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Date of Graduation
Master of Arts (MA)
Department of History
The students who attended the State Normal and Industrial School at Harrisonburg during the early period (1909 – 1942) used social organizations to echo, amplify, and rehearse Lost Cause hierarchies of class, gender, and race. The Lee and Lanier Literary Societies were the two elite groups on campus which provided spaces for the women to practice these societal norms. These groups created a system of gatekeeping that ensured exclusivity and elevated the social standing of those who were members. These organizations were spaces to rehearse refinement and to practice the white women’s own roles in society. Their understanding of their own social place in the order of the New South was critical to perpetuating the imagined gender ideals of the Old South. The women who attended the college were a part of a new generation in the South with an unprecedented potential outside of the private sphere. Yet they were raised in the shadow of the romanticized Old South. The women who attended the college were tasked with navigating this delicate balance between Old and New South. Lastly, the college was also a space that amplified white supremacy and perhaps this is still one of the most visible legacies of the early years. Reverence for Confederate leaders, iconography, and minstrel shows echoed white supremacy outside of the institution and played a foundational role as the women sought to understand their own identities as Southerners and Americans. The women crafted these identities through the practice and rehearsal of hierarchies of class, race, and gender. When they left the college there was no doubt what each of the women’s roles in society was as they had spent their years on campus rehearsing. The young women carried with them the weight of a false heritage of the Civil War as they walked the line between the Old and the New South.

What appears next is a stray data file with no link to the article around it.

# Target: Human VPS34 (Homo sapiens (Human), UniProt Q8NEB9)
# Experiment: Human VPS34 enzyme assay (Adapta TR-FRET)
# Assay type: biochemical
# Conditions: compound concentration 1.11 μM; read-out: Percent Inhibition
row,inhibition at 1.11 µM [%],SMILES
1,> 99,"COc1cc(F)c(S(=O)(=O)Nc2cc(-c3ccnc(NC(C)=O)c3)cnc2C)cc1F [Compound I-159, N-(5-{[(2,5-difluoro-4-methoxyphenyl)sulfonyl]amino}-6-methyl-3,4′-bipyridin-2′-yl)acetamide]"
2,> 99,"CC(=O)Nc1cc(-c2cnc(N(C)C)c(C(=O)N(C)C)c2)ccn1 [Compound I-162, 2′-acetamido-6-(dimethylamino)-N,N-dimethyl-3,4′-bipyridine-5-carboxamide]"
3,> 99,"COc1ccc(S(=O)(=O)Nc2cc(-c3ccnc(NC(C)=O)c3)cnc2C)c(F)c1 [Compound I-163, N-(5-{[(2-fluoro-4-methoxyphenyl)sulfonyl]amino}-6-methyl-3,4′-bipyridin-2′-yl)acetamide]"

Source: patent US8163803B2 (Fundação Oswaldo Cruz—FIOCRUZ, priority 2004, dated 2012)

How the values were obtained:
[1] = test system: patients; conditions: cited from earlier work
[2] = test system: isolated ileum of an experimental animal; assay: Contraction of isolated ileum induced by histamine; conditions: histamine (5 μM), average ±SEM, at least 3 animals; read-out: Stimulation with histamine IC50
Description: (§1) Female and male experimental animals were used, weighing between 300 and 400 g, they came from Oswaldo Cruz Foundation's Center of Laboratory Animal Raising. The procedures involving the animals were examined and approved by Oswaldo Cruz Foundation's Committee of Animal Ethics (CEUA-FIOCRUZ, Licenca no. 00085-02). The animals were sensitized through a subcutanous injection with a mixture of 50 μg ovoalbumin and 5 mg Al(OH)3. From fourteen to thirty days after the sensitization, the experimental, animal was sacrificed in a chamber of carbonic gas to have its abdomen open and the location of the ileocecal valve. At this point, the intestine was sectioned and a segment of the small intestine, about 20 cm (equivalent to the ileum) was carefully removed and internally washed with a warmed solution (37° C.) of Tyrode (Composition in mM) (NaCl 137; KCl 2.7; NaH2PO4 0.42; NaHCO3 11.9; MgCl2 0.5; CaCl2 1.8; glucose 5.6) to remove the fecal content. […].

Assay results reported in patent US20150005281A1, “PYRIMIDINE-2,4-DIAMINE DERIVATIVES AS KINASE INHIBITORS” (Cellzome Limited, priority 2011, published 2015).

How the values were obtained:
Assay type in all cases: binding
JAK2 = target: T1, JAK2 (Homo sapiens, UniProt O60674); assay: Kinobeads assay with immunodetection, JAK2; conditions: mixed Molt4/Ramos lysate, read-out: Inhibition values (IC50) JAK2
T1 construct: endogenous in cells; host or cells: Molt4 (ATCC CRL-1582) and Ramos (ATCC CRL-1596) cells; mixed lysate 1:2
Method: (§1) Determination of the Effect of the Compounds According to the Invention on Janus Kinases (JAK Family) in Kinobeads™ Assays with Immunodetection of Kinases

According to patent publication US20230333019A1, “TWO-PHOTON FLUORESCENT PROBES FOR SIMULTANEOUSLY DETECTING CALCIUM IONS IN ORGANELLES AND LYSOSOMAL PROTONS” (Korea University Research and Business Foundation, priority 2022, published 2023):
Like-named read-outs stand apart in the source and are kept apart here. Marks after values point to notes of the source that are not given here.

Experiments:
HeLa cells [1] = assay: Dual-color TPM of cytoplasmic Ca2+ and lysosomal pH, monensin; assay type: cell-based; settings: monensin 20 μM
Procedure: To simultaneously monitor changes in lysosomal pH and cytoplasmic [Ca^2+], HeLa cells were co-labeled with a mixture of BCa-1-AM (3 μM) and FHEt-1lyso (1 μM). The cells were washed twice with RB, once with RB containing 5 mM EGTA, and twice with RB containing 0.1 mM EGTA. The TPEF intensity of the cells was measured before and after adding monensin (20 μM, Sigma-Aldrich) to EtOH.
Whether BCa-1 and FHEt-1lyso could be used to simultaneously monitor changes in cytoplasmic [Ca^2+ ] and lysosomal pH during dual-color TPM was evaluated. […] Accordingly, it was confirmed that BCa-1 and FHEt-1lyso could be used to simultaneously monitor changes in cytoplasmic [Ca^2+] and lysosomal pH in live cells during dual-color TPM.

Page, Jennifer D., "Walking the Line: The Legacy of the Lost Cause in Redefining Femininity at the Normal, 1909-1942" (2022). Masters Theses, 2020-current. 186.